Human Trafficking Fight Derailed by Premature Case Withdrawal

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In short
The national task force that was set up to coordinate government initiatives against human trafficking says it is facing a challenge of victims withdrawing cases.

The national task force that was set up to coordinate government initiatives against human trafficking says it is facing a challenge of victims withdrawing cases.

The taskforce which was set up in March this year told Parliament’s Committee on gender that victims withdraw cases before investigations are complete.

The chairperson of the task force Eunice Kisembo told the committee on Thursday that without the victims’ cooperation the investigations are frustrated. She said that the victims are usually bribed by the perpetrators and this has made it difficult to bring the perpetrators to book.

She asked parliament to help them sensitize the victims to know that they need to work with the authorities to eliminate this crime.

The committee, however, faulted the task force for failing to draft a follow up mechanism on the Ugandans who are trafficked abroad.

Opposition chief whip Winnie Kiiza said government has failed to put regulations guiding the agencies that take Ugandans abroad in the name of getting them jobs.

Kiiza, who is also Kasese Woman MP, says that there are many Ugandans abroad who were taken by the recruitment agencies that are not known in any of Uganda’s missions abroad.

She added that the Ministry of Gender, Labour and Social Affairs should put in place well-prescribed criteria to be followed by agencies such that they are made aware they have the responsibility to protect the people they recruit.

Kisembo pledged to ensure that government signs protection agreements with these agencies as a way of holding them responsible if anything happens to the people they take abroad.
 
The taskforce was set up following a parliamentary debate on a report which was released by the Foreign Affairs Committee of Parliament indicating that at least 104 people had fallen victim of human trafficking and sex slavery. Internal Affairs state minister James Baba then told Parliament of the 104 victims, 54 were intercepted at the border, 28 cases were under investigation while 11 were in court.
 
Just a week ago, government has returned five victims of human trafficking who had languishing in Manzini Correctional Centre in Swaziland. The victims include Henry Lutaaya, Dickens Mugisha, Bosco Nubaha, Moses Andida and Benon Ndorohegye.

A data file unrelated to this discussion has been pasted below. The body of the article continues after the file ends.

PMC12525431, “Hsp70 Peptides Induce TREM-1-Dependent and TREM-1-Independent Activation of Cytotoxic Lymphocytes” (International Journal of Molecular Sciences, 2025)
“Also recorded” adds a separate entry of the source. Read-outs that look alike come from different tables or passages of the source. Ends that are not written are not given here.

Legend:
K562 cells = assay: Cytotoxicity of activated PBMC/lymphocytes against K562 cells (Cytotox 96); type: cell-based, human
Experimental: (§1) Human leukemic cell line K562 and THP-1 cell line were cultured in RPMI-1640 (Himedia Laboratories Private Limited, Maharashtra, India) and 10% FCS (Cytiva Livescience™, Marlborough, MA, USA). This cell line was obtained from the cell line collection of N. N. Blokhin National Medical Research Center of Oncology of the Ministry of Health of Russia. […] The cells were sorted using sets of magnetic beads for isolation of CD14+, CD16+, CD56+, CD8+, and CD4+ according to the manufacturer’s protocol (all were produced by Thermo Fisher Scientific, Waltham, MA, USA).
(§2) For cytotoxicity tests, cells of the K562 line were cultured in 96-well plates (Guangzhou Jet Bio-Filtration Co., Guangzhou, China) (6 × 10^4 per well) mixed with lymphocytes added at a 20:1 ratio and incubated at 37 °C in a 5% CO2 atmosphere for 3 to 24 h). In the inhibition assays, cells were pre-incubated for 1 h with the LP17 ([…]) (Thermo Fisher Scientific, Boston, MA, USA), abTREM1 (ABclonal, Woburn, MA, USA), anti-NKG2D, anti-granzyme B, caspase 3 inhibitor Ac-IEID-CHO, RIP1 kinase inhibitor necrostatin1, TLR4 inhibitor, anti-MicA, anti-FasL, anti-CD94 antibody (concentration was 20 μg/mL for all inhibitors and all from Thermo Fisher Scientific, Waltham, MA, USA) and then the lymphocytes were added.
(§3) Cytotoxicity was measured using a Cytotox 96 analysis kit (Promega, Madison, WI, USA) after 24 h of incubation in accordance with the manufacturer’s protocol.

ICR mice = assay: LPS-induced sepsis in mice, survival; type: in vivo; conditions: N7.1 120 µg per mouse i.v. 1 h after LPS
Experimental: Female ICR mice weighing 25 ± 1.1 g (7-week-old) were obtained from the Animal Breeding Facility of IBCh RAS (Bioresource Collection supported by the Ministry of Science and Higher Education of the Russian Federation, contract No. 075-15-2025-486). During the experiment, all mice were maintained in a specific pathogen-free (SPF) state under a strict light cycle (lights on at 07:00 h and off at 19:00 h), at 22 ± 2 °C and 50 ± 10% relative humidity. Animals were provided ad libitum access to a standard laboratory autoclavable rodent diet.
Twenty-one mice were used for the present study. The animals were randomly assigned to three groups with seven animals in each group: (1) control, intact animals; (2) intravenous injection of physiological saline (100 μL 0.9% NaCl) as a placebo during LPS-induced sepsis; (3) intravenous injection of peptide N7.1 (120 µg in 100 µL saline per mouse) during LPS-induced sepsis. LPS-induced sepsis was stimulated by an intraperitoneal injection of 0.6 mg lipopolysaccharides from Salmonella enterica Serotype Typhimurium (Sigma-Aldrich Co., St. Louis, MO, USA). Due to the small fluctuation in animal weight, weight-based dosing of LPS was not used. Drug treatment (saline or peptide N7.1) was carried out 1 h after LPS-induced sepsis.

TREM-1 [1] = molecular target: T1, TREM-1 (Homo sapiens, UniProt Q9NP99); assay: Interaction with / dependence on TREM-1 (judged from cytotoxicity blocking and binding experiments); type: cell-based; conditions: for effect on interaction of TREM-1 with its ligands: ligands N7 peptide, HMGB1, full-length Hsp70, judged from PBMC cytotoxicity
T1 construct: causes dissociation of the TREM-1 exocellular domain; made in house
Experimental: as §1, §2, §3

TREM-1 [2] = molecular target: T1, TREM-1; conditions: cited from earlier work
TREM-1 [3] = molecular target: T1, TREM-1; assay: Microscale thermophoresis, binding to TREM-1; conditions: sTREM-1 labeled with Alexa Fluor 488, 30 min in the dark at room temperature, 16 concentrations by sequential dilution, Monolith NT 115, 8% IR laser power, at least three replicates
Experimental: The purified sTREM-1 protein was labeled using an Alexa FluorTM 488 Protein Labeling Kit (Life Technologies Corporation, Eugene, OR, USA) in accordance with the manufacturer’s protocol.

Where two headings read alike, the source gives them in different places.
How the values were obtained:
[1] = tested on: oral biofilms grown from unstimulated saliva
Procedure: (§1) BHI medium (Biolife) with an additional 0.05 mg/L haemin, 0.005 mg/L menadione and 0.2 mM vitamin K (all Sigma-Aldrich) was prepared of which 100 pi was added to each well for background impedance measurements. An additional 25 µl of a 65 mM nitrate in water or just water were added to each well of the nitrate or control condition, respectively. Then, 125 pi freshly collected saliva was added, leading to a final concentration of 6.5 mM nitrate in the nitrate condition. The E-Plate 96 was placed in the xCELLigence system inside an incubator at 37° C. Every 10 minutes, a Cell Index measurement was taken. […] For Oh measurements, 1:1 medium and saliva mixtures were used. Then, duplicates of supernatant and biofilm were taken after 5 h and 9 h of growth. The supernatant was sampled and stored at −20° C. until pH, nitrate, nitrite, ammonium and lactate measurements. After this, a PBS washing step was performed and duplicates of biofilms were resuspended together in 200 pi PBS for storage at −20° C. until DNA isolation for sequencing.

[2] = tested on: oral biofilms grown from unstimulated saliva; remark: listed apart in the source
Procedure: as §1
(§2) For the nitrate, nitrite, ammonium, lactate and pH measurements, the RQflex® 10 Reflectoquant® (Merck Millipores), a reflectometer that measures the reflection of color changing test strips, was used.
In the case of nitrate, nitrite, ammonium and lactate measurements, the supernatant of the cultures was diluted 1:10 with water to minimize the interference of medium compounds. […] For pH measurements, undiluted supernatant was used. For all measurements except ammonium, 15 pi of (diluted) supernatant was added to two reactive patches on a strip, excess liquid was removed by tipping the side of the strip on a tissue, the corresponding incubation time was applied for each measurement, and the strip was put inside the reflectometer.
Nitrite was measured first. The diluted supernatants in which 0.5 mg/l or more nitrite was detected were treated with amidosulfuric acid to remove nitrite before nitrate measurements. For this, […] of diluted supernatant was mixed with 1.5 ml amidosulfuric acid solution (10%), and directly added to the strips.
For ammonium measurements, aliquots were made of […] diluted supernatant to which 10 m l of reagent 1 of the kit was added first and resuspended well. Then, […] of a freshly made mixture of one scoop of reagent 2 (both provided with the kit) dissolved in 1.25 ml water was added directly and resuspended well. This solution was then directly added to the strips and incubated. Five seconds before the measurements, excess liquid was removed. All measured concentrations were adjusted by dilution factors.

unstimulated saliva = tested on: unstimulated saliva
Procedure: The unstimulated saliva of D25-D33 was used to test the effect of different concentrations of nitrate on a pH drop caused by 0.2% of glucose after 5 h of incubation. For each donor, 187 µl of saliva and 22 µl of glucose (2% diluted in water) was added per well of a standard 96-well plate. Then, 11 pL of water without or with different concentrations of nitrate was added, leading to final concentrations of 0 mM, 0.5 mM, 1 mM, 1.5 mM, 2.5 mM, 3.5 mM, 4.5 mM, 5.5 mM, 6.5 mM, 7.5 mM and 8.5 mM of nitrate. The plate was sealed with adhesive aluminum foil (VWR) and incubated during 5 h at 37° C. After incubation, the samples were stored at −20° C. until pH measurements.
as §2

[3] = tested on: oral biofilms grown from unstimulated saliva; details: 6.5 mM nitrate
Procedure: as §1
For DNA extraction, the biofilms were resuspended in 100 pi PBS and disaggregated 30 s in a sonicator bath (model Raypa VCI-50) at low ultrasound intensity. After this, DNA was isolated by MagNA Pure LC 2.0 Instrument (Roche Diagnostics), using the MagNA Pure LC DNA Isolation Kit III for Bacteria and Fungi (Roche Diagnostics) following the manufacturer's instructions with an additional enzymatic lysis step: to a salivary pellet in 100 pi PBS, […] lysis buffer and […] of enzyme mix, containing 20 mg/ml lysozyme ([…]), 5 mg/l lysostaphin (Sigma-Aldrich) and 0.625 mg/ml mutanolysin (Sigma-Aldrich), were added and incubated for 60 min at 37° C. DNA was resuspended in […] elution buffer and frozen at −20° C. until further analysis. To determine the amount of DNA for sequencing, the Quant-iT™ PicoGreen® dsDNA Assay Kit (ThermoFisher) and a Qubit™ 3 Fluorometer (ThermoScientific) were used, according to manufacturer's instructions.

The victims were picked up from Swaziland by Eunice Kisembo following negotiations between the government of Uganda and Swaziland. According to Kisembo, they received information about the human trafficking victims being held in Swaziland from other victims who were returned to Uganda from Zambia and Zimbabwe.

In March, three Members of Parliament who had travelled to Malaysia to investigate reports that Ugandans were being trafficked there said that at least 40 Ugandan women were languishing in jail in the East Asian country where they were arrested practicing prostitution.

Led by Sembabule Woman MP, Anifa Kawooya, the MPs said they found 19 girls in prison while 21 were being held in a holding centre awaiting deportation to Uganda.

The US annual Trafficking in Persons (TIP) report, released early this year estimates that 27 million people are trapped in different forms of modern slavery worldwide.

The report painted a grim picture of up to 600 Ugandan girls traveling to Malaysia and turning themselves into sex objects. The report among others revealed that the Ugandans have to part with some 400 dollars daily for their middlemen who connect them to their customers.

In June this year, Uganda Immigration officers received Counter Human Trafficking training from the European Union, aimed at empowering front line managers at the borders and passports processing sections with skills for victim and perpetrator identification and in law enforcement.